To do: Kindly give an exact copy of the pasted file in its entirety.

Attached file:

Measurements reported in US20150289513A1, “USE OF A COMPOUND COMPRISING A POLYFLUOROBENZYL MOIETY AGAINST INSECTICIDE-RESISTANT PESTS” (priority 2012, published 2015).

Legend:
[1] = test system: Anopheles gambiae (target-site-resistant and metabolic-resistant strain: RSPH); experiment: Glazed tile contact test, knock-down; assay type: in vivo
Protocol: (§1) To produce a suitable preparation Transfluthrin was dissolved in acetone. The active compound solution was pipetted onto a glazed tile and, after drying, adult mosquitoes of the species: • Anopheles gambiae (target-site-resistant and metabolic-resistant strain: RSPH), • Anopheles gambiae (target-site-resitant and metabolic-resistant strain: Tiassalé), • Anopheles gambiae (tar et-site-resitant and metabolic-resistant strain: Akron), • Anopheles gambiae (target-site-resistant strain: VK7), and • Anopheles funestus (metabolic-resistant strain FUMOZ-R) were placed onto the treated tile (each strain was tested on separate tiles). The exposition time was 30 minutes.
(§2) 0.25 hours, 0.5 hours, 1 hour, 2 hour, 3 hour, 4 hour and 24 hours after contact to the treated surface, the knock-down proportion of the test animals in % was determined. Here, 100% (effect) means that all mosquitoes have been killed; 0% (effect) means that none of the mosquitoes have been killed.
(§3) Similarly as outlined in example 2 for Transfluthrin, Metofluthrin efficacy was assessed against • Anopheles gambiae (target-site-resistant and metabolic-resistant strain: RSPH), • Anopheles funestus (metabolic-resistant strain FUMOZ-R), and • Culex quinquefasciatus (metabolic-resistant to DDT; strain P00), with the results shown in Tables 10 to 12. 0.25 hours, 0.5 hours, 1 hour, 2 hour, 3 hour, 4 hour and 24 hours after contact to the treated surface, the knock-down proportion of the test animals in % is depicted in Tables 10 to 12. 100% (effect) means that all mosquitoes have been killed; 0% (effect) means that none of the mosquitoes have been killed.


Measurements reported in US20150289513A1, “USE OF A COMPOUND COMPRISING A POLYFLUOROBENZYL MOIETY AGAINST INSECTICIDE-RESISTANT PESTS” (priority 2012, published 2015).

Legend:
[1] = test system: Anopheles gambiae (target-site-resistant and metabolic-resistant strain: RSPH); experiment: Glazed tile contact test, knock-down; assay type: in vivo
Protocol: (§1) To produce a suitable preparation Transfluthrin was dissolved in acetone. The active compound solution was pipetted onto a glazed tile and, after drying, adult mosquitoes of the species: • Anopheles gambiae (target-site-resistant and metabolic-resistant strain: RSPH), • Anopheles gambiae (target-site-resitant and metabolic-resistant strain: Tiassalé), • Anopheles gambiae (tar et-site-resitant and metabolic-resistant strain: Akron), • Anopheles gambiae (target-site-resistant strain: VK7), and • Anopheles funestus (metabolic-resistant strain FUMOZ-R) were placed onto the treated tile (each strain was tested on separate tiles). The exposition time was 30 minutes.
(§2) 0.25 hours, 0.5 hours, 1 hour, 2 hour, 3 hour, 4 hour and 24 hours after contact to the treated surface, the knock-down proportion of the test animals in % was determined. Here, 100% (effect) means that all mosquitoes have been killed; 0% (effect) means that none of the mosquitoes have been killed.
(§3) Similarly as outlined in example 2 for Transfluthrin, Metofluthrin efficacy was assessed against • Anopheles gambiae (target-site-resistant and metabolic-resistant strain: RSPH), • Anopheles funestus (metabolic-resistant strain FUMOZ-R), and • Culex quinquefasciatus (metabolic-resistant to DDT; strain P00), with the results shown in Tables 10 to 12. 0.25 hours, 0.5 hours, 1 hour, 2 hour, 3 hour, 4 hour and 24 hours after contact to the treated surface, the knock-down proportion of the test animals in % is depicted in Tables 10 to 12. 100% (effect) means that all mosquitoes have been killed; 0% (effect) means that none of the mosquitoes have been killed.